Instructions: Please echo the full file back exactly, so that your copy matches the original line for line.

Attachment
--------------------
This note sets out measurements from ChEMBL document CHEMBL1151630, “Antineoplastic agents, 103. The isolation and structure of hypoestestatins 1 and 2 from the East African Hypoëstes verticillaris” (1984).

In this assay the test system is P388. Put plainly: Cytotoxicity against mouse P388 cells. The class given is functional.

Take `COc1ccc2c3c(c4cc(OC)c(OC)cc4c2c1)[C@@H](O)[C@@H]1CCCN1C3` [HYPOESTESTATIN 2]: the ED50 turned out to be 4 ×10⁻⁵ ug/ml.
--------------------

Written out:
This note sets out measurements from ChEMBL document CHEMBL1151630, “Antineoplastic agents, 103. The isolation and structure of hypoestestatins 1 and 2 from the East African Hypoëstes verticillaris” (1984).

In this assay the test system is P388. Put plainly: Cytotoxicity against mouse P388 cells. The class given is functional.

Take `COc1ccc2c3c(c4cc(OC)c(OC)cc4c2c1)[C@@H](O)[C@@H]1CCCN1C3` [HYPOESTESTATIN 2]: the ED50 turned out to be 4 ×10⁻⁵ ug/ml.